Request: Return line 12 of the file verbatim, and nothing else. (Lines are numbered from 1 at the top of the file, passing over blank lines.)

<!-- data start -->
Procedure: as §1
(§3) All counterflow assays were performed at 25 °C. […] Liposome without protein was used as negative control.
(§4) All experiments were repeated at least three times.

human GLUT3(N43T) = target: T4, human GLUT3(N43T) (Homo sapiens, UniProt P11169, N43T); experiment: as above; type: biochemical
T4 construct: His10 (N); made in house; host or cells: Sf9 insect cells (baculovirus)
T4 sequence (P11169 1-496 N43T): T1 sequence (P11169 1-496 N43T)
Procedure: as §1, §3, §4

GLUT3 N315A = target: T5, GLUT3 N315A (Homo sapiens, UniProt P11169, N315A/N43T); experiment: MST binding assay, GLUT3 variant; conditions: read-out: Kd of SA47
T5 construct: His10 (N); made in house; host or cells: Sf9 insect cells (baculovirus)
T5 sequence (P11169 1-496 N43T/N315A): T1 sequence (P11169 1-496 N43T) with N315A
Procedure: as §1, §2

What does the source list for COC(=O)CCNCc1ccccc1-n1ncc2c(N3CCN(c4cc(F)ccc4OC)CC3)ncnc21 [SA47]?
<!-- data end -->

What does the source list for COC(=O)CCNCc1ccccc1-n1ncc2c(N3CCN(c4cc(F)ccc4OC)CC3)ncnc21 [SA47]?